The court was satisfied with the quality of medical care the mother had been arranging for the child since the split. Although, it noted she had only reluctantly acquiesced to the recommendations of the child’s doctor as to vaccinations thus far.  It also noted there were no veritable scientific studies proving vaccines were harmful, and that the Ontario and Canadian governments, together with the World Health Organization, all promoted the administering of vaccines as a matter of public health policy. 

Conclusion

The child’s best interests are always the governing standard. The court preferred the father’s more balanced and rational approach to the issue.  It was confident he should be the one to make the final decision if the parents could not agree in the future.

The court accordingly ruled that for this particular child, if a vaccine against COVID-19 becomes available the parents should try to decide jointly whether to vaccinate. This would ideally involve them consulting with medical health professionals and weighing the risks together.  

However, if the mother refused to participate, or refused to consent to the child receiving the vaccine when objectively warranted, then the father would have the sole authority to decide the issue, and to give his consent. The same process was to be used for any other regularly-scheduled vaccinations that would arise in future during the child’s development.

Tailoring Your Separation Agreement

The contentiousness around whether vaccines are harmful is nothing new.   But if you and your Ex want to avoid confrontation around the issue of your particular child’s vaccinations – and avoid a trip to court – the best way is to pro-actively include the topic in a separation agreement that you and your Ex negotiate. This pertains not merely to any upcoming COVID-19 vaccine, but rather to all vaccines and any discretion-based medical procedures that may arise in the course of childhood for particular child.

The court’s reasoning in cases like Tarkowski v. Lemieux provides a good starting-point for this discussion, since it sets the groundwork for the types of questions that you and your Ex will want to tackle, including the agreed sources for obtaining reliable medical advice that you both trust, as well the steps for resolving any stalemate between you.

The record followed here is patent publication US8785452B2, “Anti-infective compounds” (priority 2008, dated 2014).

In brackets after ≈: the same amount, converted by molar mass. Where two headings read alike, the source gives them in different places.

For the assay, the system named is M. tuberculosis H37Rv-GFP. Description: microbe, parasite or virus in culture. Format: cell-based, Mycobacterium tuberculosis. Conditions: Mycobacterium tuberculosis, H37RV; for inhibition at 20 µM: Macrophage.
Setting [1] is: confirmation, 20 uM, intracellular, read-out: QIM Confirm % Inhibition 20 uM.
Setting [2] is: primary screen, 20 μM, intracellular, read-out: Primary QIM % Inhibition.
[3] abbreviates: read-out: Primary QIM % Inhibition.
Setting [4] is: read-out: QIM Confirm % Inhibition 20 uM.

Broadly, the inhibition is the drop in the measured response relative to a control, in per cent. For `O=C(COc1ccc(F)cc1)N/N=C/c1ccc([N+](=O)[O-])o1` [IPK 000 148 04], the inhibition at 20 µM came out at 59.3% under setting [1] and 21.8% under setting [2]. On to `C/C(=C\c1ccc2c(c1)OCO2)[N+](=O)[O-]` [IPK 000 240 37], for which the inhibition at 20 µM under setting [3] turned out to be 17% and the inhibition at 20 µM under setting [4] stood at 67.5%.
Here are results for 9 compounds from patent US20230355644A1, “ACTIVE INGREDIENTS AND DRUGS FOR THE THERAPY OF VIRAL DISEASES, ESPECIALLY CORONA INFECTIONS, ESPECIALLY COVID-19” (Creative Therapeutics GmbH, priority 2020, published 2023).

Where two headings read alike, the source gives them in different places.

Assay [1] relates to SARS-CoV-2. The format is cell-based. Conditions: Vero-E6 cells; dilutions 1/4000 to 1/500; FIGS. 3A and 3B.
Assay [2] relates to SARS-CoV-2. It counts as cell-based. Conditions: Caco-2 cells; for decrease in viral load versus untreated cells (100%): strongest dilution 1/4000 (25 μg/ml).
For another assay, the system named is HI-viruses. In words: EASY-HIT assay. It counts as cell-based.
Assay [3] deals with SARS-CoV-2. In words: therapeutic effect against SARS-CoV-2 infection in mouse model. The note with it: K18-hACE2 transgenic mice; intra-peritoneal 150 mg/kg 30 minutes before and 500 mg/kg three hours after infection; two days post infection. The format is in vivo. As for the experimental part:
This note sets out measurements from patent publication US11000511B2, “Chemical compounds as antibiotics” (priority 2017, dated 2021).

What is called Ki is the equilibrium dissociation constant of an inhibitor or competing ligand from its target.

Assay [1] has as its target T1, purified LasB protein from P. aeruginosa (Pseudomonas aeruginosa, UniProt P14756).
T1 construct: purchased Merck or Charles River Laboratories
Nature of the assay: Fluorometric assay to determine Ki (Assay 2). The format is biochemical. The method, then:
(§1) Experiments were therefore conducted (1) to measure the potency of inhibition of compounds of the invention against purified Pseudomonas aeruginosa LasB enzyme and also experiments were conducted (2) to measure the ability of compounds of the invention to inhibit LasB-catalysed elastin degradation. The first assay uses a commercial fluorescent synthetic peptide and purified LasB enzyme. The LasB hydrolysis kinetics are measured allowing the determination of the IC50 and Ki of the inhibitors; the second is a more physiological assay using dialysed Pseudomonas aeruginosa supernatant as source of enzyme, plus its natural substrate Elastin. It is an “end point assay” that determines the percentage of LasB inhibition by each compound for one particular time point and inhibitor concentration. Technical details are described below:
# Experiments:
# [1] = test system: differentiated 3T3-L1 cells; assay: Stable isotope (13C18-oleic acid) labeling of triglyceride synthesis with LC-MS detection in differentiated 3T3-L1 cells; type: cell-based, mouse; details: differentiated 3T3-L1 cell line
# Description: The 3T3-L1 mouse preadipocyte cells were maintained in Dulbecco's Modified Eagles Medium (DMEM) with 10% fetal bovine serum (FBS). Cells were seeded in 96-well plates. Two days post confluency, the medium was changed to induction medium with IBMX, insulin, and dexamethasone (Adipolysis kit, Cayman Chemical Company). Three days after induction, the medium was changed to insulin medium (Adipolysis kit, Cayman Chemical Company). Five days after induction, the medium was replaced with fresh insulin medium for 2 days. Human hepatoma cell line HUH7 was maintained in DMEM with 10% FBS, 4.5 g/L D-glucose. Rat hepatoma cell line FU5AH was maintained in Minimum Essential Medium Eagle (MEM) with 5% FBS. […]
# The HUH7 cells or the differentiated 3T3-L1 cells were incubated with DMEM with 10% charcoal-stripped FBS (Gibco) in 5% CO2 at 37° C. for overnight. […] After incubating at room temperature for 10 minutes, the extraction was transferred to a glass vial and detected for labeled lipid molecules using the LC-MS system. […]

Ideally, you will want to consult with both your preferred medical practitioner for health-based advice, and with an experienced Family Law lawyer who can draft a provision that sets out the steps, and properly allocates decision-making in the event of a dispute.


[1] 2020 ONCJ 280 (CanLII), <http://canlii.ca/t/j870r>

Please rate this article:

1 Vote(s)
The materials contained in this website are intended to provide general information and comment only and should not be relied or construed as legal advice or opinion. While we endeavor to keep the information on this web site as up to date, accurate and complete as reasonably possible, we do not warrant the completeness, timeliness or accuracy of anything contained in this web site. The application and impact of laws can vary widely, based on the specific facts involved. For any particular fact situation, we urge you to consult an experienced lawyer with any specific legal questions you may have. Your use of this website doe not constitute or create a lawyer-client relationship. Should you wish to retain our firm, kindly contact our office to set up a meeting with a lawyer.